- Pat Brown, who founded Impossible Foods a decade ago and transformed the company into a plant-based meat giant, is stepping down as CEO, according to a blog post. Brown will continue his role as director and become Impossible Foods’ chief visionary officer, responsible for research and technology innovation, strategic initiatives and public advocacy.
- Peter McGuinness, who is leaving Chobani after serving as its president and COO, will become CEO and director of Impossible Foods on April 4. In choosing McGuinness, Brown cited his ability to push Chobani into new categories, and said he will help Impossible continue to expand and evolve its brand and business. The two will work together to lead Impossible and craft its long-term strategy.
- Beyond McGuinness’ corporate experience, Brown noted his commitment to Impossible’s mission of addressing the threat of climate change caused by animal agriculture. The change in leadership comes after a busy 2021 for the plant-based meat pioneer, filled with product introductions, an international expansion and a $500 million fundraising round.
Pat Brown has provided the face, the scientific gravitas and the to-the-point snarky optimism for Impossible Foods since the company’s founding in 2011. But as the company reaches an inflection point and begins to reach a larger commercial audience, it needs a proven business leader in the food business to bring it through the next set of challenges.
In McGuinness, Impossible will now have a CEO who not only has deep experience in the food business, but who also has taken a niche brand and expanded it into many other areas of the grocery store. Chobani began in 2005 as a startup that brought Greek yogurt to the world. It is now a titan with net sales of more than $1.4 billion in FY 2020, according to a filing with the U.S. Securities and Exchange Commission. The company has expanded to a plethora of categories, including plant-based yogurts, coffee, peanut butter and milk.
“The industry needs a new playbook, and I feel like we have that playbook,” McGuinness told Food Dive in a 2019 interview about Chobani. “We have a bit of an ax to grind. It’s strange that there has been so much innovation in industries. There’s been so much competition and breaking apart of industries that’s fueling innovation and new frontiers, but [food has] been dominated by the big three food companies since World War II.”
That’s one place where McGuinness is in complete agreement with Brown — and the entire ethos of Impossible Foods. Brown, a medical doctor who had a storied career developing new ways to look at genes and revolutionizing scientific publishing, founded Impossible Foods as a way to use his training and knowledge to improve the food system, both for the environment and for consumers. Brown is well known for his straight talk on the food system, and repeatedly has said that his company’s goal is to eradicate animal agriculture by 2035.
In the past two years, the reach and breadth of Impossible Foods’ products has grown exponentially. As the pandemic started shutting down restaurants’ dining rooms — where Impossible Foods made its name and did the bulk of its business — the company kicked into overdrive and made a huge retail expansion. In 2020 alone, Impossible Foods went from having products in 150 stores in January to more than 11,000 stores in December.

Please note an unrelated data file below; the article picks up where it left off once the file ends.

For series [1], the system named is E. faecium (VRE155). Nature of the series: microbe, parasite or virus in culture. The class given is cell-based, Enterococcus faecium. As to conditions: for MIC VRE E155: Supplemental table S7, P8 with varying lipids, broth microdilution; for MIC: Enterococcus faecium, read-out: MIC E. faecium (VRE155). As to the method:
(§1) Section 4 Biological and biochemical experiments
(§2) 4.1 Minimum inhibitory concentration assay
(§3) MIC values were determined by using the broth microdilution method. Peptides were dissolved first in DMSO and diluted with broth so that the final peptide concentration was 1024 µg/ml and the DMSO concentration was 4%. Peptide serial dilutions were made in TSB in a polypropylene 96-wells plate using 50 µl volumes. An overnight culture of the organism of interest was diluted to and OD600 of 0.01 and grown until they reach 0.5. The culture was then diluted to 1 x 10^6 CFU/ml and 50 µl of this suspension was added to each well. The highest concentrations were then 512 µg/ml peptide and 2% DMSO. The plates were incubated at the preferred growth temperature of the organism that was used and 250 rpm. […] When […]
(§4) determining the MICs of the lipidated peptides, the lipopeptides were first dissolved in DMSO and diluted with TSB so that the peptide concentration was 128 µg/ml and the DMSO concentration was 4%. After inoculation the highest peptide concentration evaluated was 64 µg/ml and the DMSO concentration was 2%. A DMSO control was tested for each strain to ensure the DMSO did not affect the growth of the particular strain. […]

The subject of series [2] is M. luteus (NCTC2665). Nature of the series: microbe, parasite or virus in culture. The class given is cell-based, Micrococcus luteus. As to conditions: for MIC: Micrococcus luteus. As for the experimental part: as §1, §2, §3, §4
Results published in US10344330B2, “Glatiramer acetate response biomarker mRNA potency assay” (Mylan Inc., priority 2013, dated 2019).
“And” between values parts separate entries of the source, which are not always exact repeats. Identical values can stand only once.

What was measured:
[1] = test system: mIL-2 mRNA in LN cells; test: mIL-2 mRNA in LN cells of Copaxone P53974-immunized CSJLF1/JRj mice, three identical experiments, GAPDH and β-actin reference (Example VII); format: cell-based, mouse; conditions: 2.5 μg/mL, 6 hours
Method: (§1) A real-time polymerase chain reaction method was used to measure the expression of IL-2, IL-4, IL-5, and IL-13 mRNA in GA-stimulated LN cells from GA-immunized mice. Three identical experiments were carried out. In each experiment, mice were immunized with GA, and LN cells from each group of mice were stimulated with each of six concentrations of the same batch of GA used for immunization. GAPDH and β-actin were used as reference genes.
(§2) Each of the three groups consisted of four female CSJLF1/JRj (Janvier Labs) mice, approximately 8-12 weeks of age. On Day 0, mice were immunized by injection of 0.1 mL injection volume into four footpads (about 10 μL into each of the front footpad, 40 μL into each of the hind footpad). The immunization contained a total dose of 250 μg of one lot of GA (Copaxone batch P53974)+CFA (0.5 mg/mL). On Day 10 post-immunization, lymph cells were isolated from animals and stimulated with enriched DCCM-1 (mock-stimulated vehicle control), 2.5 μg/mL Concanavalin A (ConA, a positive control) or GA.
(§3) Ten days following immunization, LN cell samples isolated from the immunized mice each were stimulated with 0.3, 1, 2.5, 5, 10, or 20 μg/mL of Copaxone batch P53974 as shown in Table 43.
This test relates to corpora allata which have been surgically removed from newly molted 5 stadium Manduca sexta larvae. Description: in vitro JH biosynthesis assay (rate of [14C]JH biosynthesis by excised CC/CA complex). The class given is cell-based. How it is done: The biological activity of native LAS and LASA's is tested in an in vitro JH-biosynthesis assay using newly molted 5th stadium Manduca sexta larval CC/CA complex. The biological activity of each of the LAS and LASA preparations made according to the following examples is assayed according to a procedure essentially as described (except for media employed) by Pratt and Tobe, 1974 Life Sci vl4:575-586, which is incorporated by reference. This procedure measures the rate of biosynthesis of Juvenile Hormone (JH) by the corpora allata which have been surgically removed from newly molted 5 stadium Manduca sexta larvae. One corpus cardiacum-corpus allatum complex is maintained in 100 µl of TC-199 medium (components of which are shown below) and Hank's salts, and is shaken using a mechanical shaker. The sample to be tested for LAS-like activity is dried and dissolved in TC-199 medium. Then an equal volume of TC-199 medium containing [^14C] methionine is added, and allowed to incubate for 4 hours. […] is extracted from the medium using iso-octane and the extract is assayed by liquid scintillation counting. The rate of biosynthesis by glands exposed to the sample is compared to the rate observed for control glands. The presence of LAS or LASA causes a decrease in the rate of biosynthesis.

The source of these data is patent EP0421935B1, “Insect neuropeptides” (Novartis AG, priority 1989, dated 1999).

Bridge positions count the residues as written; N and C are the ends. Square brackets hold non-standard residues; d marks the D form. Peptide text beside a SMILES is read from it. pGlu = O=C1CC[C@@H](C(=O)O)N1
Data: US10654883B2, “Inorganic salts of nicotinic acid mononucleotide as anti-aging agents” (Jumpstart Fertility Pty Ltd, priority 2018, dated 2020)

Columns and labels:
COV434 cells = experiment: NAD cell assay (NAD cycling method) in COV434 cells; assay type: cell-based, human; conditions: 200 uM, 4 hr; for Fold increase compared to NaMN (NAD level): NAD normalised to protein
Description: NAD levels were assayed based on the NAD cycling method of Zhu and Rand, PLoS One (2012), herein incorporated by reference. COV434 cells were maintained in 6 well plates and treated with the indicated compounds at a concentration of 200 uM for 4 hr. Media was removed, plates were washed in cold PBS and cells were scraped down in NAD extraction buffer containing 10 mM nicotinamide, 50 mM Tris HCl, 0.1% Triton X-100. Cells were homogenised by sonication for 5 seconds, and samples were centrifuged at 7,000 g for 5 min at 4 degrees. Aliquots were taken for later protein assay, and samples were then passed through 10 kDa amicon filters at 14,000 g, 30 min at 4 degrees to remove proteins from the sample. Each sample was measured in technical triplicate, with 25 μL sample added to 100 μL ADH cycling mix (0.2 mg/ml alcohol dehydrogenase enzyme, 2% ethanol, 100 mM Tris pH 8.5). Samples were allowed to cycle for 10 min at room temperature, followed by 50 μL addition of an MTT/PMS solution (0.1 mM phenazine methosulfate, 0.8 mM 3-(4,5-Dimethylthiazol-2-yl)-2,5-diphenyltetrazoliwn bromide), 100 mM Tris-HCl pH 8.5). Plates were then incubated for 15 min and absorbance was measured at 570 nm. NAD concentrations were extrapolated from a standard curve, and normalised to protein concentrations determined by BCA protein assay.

In 2021, Impossible added several new products. Impossible Sausage hit grocery store shelves in August. Impossible Chicken Nuggets — the company’s first chicken analog product — became available in foodservice and at grocery stores in September, while Impossible Pork hit foodservice. Impossible Meatballs, which are made from a blend of the company’s plant-based burgers and sausage, debuted in November.
The company has said it has many more products on the way. At a 2020 virtual media event, Impossible’s scientists showed off a prototype of Impossible Milk. The company has also mentioned it is working on areas including steak and seafood, and it set off on a 2020 drive to double its R&D team to bring more scientists of all disciplines aboard.
As chief visionary officer, Brown will be doing many of the things he is best known for at Impossible: leading innovation, strategic initiatives, public advocacy and the company’s mission.
It is not uncommon for a founding CEO to step back from the role as companies grow. In the cultured meat space, this has included the founders of both Future Meat Technologies and MeaTech 3D. Both companies were succeeded by experienced business professionals as their companies moved to a more commercial role.
Coming off of his success at Chobani, McGuinness is primed for this new role. His perspective and experience can help Impossible further diversify its offerings and find success. And McGuinness will have a lot to work with. Last year, which saw massive funding rounds for food companies, Impossible took the prize for the largest single investment round, bringing its lifetime funding to more than $2 billion.